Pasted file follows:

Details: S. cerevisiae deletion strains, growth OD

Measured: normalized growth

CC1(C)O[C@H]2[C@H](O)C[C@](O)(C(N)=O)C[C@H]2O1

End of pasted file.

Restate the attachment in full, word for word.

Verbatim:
Details: S. cerevisiae deletion strains, growth OD

Measured: normalized growth

CC1(C)O[C@H]2[C@H](O)C[C@](O)(C(N)=O)C[C@H]2O1